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Quote of the Week: Cage Space Tokyo

This is Roger McDonald, co-founder and deputy director of Arts Initiative Tokyo, describing the city:

    This sense of physical impermanence makes Tokyo something like a huge, ever-evolving John Cage composition, whirling itself through chance procedures and the interventions of its inhabitants/users.

That’s from McDonald’s essay “A Huge, Ever-Growing, Pulsating Brain that Rules from the Empty Center of a City Called Tokyo,” from the recently published book Art Space Tokyo: An Intimate Guide to the Tokyo Art World, an excellent window on the city’s art scenes as expressed through interviews with curators, artists, and other cultural figures, as well as essays and neighborhood maps.

More information at and Visit McDonald’s Arts Initiative Tokyo at

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  • about

  • Marc Weidenbaum founded the website in 1996 at the intersection of sound, art, and technology, and since 2012 has moderated the Disquiet Junto, an active online community of weekly music/sonic projects. He has written for Nature, Boing Boing, The Wire, Pitchfork, and NewMusicBox, among other periodicals. He is the author of the 33 1⁄3 book on Aphex Twin’s classic album Selected Ambient Works Volume II. Read more about his sonic consultancy, teaching, sound art, and work in film, comics, and other media

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  • Upcoming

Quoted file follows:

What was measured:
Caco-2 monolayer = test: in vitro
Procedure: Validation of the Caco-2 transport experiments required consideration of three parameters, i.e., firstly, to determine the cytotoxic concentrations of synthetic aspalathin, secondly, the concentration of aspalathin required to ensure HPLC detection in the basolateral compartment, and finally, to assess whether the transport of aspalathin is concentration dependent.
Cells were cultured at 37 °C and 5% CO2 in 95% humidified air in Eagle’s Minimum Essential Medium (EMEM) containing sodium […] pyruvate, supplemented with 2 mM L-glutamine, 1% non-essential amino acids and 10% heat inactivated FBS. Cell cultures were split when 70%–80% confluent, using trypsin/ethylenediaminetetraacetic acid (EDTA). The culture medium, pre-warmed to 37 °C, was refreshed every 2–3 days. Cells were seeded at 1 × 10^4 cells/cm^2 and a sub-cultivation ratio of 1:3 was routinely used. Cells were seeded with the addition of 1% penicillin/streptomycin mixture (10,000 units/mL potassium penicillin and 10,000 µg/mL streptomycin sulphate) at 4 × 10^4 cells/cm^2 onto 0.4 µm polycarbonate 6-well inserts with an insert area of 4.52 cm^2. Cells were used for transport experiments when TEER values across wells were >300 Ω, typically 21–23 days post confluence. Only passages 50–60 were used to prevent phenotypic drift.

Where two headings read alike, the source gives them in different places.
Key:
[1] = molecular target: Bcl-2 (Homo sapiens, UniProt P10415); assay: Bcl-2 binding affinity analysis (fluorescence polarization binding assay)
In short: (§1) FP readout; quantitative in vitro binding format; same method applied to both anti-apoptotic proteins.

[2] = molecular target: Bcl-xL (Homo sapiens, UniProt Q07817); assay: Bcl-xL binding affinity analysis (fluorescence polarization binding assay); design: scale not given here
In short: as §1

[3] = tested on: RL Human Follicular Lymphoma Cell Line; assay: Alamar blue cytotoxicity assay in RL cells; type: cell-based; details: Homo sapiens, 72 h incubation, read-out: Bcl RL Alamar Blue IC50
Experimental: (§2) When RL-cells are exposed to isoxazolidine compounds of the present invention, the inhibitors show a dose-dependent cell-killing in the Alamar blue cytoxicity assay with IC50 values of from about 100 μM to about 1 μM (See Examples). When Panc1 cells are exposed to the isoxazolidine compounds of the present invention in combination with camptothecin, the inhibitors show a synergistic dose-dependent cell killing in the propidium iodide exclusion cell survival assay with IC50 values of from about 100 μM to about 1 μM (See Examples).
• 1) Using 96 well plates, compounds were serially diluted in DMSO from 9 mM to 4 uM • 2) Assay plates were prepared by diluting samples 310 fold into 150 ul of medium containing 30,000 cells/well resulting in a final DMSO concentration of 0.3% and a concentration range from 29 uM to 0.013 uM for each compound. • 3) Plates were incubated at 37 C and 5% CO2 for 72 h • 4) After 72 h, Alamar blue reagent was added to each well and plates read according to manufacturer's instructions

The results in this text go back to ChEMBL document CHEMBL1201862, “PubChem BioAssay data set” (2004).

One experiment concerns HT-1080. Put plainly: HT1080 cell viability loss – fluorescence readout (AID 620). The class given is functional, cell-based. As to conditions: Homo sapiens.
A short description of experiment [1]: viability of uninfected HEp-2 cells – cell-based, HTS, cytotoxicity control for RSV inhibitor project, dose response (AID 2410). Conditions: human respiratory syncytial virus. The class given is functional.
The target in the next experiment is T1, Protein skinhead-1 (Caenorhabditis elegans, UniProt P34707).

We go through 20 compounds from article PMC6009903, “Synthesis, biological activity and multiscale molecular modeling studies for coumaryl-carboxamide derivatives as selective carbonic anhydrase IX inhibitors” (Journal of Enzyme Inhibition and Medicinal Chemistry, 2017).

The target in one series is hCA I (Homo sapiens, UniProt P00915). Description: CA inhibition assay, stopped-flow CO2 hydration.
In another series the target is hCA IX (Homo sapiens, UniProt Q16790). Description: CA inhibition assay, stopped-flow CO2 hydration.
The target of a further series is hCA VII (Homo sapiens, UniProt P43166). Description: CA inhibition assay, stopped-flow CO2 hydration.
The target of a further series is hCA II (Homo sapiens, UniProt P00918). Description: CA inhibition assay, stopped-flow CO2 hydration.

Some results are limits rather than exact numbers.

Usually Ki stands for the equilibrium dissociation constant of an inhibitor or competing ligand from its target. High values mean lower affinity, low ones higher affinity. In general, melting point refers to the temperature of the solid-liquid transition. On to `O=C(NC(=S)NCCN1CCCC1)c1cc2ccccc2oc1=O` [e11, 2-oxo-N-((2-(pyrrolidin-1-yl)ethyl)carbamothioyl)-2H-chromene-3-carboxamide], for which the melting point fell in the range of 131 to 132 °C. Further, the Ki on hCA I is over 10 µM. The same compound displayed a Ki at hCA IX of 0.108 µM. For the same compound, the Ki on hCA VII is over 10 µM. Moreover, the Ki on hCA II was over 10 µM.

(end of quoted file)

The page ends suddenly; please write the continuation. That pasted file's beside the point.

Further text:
• December 13, 2022: This day marks the 26th anniversary of the founding of
    • January 6, 2023: This day marked the 11th anniversary of the start of the Disquiet Junto music community.

  • Recent
    • April 16, 2022: I participated in an online "talk show" by The Big Conversation Space (Niki Korth and Clémence de Montgolfier).
    • March 11, 2022: I hosted a panel discussion between Mark Fell, Rian Treanor and James Bradbury in San Francisco as part of the Algorithmic Art Assembly ( at Gray Area (
    • December 28, 2021: This day marked the 10th (!) anniversary of the Instagr/am/bient compilation.
    • January 6, 2021: This day marked the 10th (!) anniversary of the start of the Disquiet Junto music community.
    • December 13, 2021: This day marked the 25th (!) anniversary of the start of the Disquiet Junto music community.
    • There are entries on the Disquiet Junto in the book The Music Production Cookbook: Ready-made Recipes for the Classroom (Oxford University Press), edited by Adam Patrick Bell. Ethan Hein wrote one, and I did, too.
    • A chapter on the Disquiet Junto ("The Disquiet Junto as an Online Community of Practice," by Ethan Hein) appears in the book The Oxford Handbook of Social Media and Music Learning (Oxford University Press), edited by Stephanie Horsley, Janice Waldron, and Kari Veblen. (Details at

  • My book on Aphex Twin's landmark 1994 album, Selected Ambient Works Vol. II, was published as part of the 33 1/3 series, an imprint of Bloomsbury. It has been translated into Japanese (2019) and Spanish (2018).

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    Since January 2012, the Disquiet Junto has been an ongoing weekly collaborative music-making community that employs creative constraints as a springboard for creativity. Subscribe to the announcement list (each Thursday), listen to tracks by participants from around the world, read the FAQ, and join in.

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  • 0544 / Feedback Loop / The Assignment: Share music-in-progress for input from others.
    0543 / Technique Check / The Assignment: Share a tip from your method toolbox.
    0542 / 2600 Club / The Assignment: Make some phreaking music.
    0541 / 10BPM Techno / The Assignment: Make some snail-paced beats.
    0540 / 5ive 4our / The Assignment: Take back 5/4 for Jedi time masters Dave Brubeck and Paul Desmond.